How were the two American revolutions related? On this, I am less sure than on the first part. The state governments under the Articles of Confederation were more powerful than the Confederation government and were controlled by more liberal and more middle-class people. The conservatives and large merchants and large land-owners, thought that society would be more stable and commerce more secure if the central government was strong enough to serve as a check on those who controlled the state governments (and naturally they expected themselves to be in charge of the central government). So they set about to change the government, finally accomplishing this with the Philadelphia Convention and the adoption of the Constitution. The leaders of the second revolution had also been among the leaders of the first revolution. Regulation of commerce was a big issue in both revolutions. The first one removed it from the block of politicians in Parliament, representing the English merchants. The second one placed it more firmly in the control of the large American merchants.
If we are taking the American Revolution and the War of 1812 as the two revolutions in question, we would have to make the most natural connection that the presence of the British was something for which military conflict was the only solution. The removal of the influence of the British in the Revolutionary War and their alliance with the Native Americans in the War of 1812 was one of the strongest connections between both conflicts. The presence of economic control and economic rights was also another motivating factor in both conflicts. In both of them, economic rights and the ability to keep and make money was extremely important to both conflicts.
It can refer to either the War of 1812 or the Civil War, as the above posts suggest, depending on who is calling it a revolution.
Many historians will call the War of 1812 America's War for Economic Independence, as the principle reason it was fought was for freedom of the seas/freedom of trade. It was also after this stalemated war that Britain made peace with our independence.
If I was a southerner back then, or perhaps even now, I might call the Civil War the Second American Revolution.
In the first case, the War of 1812 is related to the Revolution because it was largely about issues that were unresolved from the 1783 Treaty of Paris.
In the case of the Civil War, the failure of the Constitution to successfully address the issue of slavery long term meant that sooner or later, a Civil War would have to be fought. It made the war an inevitability. Southerners believed they were merely assuring the rights that had originally been won in the Revolution.
The most usual thing to cite as a second American Revolution is the War of 1812. The reasoning there is that the later war was the one that really consolidated the US's independence.
After the Revolutionary War, the British did not treat the US like a truly independent nation. They kept forts on US territory and they "impressed" American sailors into their navy forcibly. The War of 1812 was fought over these issues.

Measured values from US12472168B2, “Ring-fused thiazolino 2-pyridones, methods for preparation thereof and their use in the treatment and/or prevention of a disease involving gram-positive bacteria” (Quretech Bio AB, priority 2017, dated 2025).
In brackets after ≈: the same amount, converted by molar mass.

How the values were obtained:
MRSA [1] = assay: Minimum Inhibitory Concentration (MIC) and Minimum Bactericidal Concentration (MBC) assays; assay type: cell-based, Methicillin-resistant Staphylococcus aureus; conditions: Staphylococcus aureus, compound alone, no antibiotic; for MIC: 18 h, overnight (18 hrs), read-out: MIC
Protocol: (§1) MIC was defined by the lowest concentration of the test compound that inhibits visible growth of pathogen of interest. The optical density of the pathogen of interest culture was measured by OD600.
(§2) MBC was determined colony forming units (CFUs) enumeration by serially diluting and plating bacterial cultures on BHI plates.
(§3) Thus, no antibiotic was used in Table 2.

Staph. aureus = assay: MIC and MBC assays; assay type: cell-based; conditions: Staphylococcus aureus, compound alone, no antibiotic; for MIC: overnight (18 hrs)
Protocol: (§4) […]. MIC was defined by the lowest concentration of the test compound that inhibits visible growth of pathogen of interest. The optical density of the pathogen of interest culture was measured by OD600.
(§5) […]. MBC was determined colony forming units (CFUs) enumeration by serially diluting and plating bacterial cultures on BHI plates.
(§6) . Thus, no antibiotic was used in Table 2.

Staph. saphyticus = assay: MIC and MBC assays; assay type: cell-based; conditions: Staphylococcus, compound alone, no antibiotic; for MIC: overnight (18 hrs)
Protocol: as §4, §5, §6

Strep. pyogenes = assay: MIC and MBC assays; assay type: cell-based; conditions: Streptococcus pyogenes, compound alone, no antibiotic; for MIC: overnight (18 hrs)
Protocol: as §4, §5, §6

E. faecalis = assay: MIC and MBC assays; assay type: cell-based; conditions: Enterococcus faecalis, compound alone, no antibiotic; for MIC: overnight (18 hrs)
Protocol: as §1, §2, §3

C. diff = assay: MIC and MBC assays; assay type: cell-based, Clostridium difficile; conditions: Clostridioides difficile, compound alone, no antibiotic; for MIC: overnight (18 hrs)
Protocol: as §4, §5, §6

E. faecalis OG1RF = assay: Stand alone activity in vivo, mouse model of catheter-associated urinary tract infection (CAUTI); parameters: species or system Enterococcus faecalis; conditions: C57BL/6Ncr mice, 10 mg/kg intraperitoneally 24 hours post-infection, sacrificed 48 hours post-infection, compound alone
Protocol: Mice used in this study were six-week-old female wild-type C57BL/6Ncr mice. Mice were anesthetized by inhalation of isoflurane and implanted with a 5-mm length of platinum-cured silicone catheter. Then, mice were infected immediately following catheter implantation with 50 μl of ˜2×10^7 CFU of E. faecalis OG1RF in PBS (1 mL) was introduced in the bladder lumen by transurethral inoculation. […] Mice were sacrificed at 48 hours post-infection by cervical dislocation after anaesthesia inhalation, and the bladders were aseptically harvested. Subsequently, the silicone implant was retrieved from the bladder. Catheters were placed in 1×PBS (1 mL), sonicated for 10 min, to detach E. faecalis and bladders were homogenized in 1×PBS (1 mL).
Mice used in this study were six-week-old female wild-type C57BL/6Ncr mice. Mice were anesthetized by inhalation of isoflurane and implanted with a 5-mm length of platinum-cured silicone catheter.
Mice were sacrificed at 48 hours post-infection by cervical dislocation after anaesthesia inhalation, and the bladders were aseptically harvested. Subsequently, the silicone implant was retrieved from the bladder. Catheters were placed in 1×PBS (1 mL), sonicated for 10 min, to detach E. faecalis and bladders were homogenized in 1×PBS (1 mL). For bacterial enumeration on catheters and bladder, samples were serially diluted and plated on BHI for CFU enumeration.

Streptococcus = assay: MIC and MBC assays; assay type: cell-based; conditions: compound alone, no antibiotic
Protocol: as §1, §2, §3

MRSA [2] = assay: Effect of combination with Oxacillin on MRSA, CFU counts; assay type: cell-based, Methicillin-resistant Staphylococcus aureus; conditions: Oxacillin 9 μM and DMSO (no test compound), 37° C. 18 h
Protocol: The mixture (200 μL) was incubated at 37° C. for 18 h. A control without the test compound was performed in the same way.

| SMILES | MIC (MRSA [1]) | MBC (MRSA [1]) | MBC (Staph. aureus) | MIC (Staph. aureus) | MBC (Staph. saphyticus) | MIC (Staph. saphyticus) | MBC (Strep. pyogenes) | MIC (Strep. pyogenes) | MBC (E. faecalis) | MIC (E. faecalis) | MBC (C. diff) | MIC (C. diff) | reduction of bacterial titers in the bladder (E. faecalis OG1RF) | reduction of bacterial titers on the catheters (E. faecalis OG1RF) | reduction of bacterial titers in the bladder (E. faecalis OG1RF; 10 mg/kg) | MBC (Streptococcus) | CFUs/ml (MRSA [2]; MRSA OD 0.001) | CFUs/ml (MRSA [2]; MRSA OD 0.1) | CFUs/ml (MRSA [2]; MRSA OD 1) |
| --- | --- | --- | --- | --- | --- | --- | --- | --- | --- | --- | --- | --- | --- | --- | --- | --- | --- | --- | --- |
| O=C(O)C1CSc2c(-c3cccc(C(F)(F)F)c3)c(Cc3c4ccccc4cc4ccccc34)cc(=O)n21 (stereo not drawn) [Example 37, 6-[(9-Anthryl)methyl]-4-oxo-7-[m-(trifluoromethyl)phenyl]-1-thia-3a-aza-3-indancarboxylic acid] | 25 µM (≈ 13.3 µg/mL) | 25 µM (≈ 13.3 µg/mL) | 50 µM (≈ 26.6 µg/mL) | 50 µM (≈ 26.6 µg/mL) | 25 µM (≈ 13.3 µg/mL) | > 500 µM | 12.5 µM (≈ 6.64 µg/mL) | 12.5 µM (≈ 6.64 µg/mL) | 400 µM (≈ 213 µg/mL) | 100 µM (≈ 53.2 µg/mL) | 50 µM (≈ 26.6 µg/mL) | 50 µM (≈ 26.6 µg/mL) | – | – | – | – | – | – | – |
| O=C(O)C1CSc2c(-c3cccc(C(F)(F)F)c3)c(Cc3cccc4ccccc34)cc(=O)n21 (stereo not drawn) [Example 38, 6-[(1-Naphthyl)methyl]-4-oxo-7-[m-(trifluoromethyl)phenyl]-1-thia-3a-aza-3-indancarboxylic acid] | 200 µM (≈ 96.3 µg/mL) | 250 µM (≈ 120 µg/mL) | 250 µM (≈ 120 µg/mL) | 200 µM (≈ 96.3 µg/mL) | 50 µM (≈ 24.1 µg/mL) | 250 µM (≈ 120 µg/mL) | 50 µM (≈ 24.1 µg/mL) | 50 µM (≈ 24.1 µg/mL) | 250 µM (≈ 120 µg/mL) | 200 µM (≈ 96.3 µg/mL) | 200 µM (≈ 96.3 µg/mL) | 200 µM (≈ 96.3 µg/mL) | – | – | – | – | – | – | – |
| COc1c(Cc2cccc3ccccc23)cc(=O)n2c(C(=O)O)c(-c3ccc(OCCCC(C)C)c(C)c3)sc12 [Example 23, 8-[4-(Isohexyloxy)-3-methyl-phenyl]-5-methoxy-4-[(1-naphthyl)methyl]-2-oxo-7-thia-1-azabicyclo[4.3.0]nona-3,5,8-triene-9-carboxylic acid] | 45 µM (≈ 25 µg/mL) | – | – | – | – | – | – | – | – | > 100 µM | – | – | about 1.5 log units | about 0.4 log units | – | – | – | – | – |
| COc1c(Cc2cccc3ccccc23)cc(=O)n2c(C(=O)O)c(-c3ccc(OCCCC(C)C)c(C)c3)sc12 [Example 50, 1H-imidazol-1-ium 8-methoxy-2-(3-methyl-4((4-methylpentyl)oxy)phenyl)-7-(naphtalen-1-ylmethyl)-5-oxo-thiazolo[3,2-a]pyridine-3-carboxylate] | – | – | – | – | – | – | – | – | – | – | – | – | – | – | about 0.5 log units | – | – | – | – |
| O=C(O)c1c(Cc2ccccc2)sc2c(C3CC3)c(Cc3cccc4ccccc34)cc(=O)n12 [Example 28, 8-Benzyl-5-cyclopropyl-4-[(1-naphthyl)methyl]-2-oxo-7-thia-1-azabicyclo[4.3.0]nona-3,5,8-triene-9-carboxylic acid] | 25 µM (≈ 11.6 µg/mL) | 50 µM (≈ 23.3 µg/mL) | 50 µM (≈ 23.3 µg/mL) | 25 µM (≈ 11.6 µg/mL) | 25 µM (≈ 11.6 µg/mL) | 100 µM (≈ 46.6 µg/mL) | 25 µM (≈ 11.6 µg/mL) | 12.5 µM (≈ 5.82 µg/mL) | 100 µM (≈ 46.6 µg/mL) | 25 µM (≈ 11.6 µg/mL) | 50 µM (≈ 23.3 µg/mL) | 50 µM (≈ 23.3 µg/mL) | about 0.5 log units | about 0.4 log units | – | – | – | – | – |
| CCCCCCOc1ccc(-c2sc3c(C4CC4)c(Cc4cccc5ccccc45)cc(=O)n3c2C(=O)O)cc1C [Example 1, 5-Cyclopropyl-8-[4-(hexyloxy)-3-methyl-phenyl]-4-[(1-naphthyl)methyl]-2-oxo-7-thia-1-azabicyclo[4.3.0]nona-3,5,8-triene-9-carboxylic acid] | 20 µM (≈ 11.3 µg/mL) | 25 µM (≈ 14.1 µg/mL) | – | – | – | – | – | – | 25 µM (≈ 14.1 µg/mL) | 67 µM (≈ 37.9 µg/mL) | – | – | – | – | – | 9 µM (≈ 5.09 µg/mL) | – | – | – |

Because the US did not lose that war, the British started to see them as a truly separate country. They removed their forts and stopped impressing American sailors. This is why that was a second revolution -- it made the US independent in fact as well as in law.
I don't know exactly, but I think it is possible to categorize the revolution against the British as the first and the Civil War as the second, given that the southern states rebelled against the federal government, technically fitting the definition of a revolution.
Both were driven in many ways by economic forces and powerful people who wanted to make sure that their way of making a profit was protected. There were of course other factors, the popular idea of freedom from tyranny, etc., that was common in the run-up to the Revolutionary War and then the ideas of slavery and other things that became embroiled in the Civil War and are often cited as secondary causes.
The term revolution has two related, yet distinct meanings. A general meaning of revolution is some basic and and widespread change taking in societies taking place rapidly. In this sens revolution can be contrasted with "evolution". These revolutions may occur in many different areas such as national government, economics, culture, and technology. Rapid development of technology and and industry in eighteenth and nineteenth century is often referred as "industrial revolution". Also, it is said that an information revolution is currently happening around the whole world.
In a more restricted way the term revolution is used to refer to fundamental change in the character of a nation's government that occurs over a short period because of mass movement rather than because of wars between contending rulers. Such a change may or may not be violent. Most common examples of this type of revolution are American, Russian, and French revolutions.
As per the commonly understood terminology, America experienced only one revolution, the American Revolution, which led to the formation of a new nation called United States of America. There is no other event which is commonly recognized as a second revolution in America. Different authors, experts or even laymen may describe different evens as Second American Revolution because of the importance they attach to such events. The previous two posts illustrate this tendency of individuals to label events as Revolution based on their individual perception.